Youth and player development is an essential part of any long-term save in Football Manager. To focus on your own Youth Intakes or on buying young players has many advantages: first of all, you save money and can even produce money once/if you sold a club-grown player; secondly, and for me most importantly, you can shape the player to your liking by training him on a certain position/role or teaching him preferred moves that suits your style.
My approach to player development is centred on a Human Resources Management perspective. I explain, if you think about it, in the game, as a Manager, you have a lot of the responsibilities that any “boss” would have in any organization or corporation around the world. You can hire and fire your employees (players and staff), you can renew or terminate their contracts. Your employees (players) may want to leave because they feel undervalued (they’re not playing enough), or they may want to leave because they believe they have outgrown the club (high potential players), or they may even leave to “set up their own business” (staff accepting managerial posts). It is no hazard that the Manager is called manager.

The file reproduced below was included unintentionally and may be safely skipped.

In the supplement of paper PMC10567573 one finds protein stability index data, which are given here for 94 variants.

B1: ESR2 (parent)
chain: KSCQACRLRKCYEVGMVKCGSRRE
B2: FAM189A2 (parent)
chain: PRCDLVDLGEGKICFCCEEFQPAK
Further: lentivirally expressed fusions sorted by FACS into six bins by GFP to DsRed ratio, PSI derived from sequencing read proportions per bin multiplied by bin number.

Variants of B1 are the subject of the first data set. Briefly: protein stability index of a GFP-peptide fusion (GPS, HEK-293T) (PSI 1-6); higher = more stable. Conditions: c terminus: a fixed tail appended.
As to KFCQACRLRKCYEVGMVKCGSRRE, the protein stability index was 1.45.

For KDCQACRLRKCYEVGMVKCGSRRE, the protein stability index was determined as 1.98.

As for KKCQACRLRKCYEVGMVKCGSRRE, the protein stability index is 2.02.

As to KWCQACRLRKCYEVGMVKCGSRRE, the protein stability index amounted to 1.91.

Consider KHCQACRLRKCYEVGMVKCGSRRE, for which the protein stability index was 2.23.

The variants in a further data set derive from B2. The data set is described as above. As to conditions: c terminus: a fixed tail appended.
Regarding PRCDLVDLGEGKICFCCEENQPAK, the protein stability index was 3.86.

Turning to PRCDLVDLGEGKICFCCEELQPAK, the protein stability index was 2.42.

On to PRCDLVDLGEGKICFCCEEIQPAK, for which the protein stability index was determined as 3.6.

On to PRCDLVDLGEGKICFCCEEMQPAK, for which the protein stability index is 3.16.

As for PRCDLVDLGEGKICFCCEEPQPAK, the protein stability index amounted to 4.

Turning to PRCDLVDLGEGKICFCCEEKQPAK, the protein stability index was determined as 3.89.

With that in mind at every club I go and I plan to stay, I create what can be called a Career Path for my young players. Again, just like any other big organization that has internship programmes, young associates tutoring programmes, etc. I want to create a framework that helps select the best players and that leads them to be great footballers.
The idea is very simple, to create a path that has different levels of selection and evaluation throughout a 5/6 years period from when the player is 15/16 years old until when he will be 21. It is important to say though, that this framework is to be interpreted as a general guideline and obviously, if you have Messi reincarnated he’ll probably skips some of all the steps. But generally speaking, this approach has the merit to give you a canvass to follow and that applies to all your young players and help you in the decision-making process throughout their development. By following a clear approach both you and your youngsters won’t lose time needlessly.
The steps in this career-path are three and to keep on with the human resources management metaphor, they are:
- Internship: 15 and 16 years old;
- Associates: From 16 to 18 years old;
- Junior Partners: from 18 to 21 years old.